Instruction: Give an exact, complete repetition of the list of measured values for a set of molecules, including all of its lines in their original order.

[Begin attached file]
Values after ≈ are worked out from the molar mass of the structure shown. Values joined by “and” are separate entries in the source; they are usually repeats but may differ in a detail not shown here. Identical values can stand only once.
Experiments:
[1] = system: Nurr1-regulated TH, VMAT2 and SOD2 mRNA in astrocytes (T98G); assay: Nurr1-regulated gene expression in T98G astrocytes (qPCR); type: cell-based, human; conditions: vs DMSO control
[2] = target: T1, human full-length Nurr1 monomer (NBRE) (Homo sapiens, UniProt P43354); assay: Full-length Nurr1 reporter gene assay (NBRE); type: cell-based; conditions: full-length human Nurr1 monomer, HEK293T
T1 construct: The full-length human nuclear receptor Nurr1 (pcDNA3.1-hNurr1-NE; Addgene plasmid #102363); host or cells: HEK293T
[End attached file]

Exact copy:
Values after ≈ are worked out from the molar mass of the structure shown. Values joined by “and” are separate entries in the source; they are usually repeats but may differ in a detail not shown here. Identical values can stand only once.
Experiments:
[1] = system: Nurr1-regulated TH, VMAT2 and SOD2 mRNA in astrocytes (T98G); assay: Nurr1-regulated gene expression in T98G astrocytes (qPCR); type: cell-based, human; conditions: vs DMSO control
[2] = target: T1, human full-length Nurr1 monomer (NBRE) (Homo sapiens, UniProt P43354); assay: Full-length Nurr1 reporter gene assay (NBRE); type: cell-based; conditions: full-length human Nurr1 monomer, HEK293T
T1 construct: The full-length human nuclear receptor Nurr1 (pcDNA3.1-hNurr1-NE; Addgene plasmid #102363); host or cells: HEK293T